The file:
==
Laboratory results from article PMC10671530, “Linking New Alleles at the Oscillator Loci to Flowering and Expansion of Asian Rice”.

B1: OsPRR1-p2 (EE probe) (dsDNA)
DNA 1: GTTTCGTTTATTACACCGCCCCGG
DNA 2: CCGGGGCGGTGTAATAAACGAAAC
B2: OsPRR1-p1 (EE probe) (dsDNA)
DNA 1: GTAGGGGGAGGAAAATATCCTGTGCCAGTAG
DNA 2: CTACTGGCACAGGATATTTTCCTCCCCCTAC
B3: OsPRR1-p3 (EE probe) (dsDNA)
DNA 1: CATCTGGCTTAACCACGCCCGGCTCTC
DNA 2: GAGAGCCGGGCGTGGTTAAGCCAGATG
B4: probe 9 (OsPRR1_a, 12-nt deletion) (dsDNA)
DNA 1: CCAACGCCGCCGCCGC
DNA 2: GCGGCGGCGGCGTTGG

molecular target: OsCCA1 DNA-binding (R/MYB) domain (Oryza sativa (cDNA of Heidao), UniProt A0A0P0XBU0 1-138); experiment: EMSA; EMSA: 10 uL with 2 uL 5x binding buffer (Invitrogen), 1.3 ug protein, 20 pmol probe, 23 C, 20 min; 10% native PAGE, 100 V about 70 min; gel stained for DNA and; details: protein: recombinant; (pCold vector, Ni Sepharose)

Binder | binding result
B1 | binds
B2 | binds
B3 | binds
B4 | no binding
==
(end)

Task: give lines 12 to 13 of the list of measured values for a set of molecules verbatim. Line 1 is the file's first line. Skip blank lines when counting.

DNA 1: CCAACGCCGCCGCCGC
DNA 2: GCGGCGGCGGCGTTGG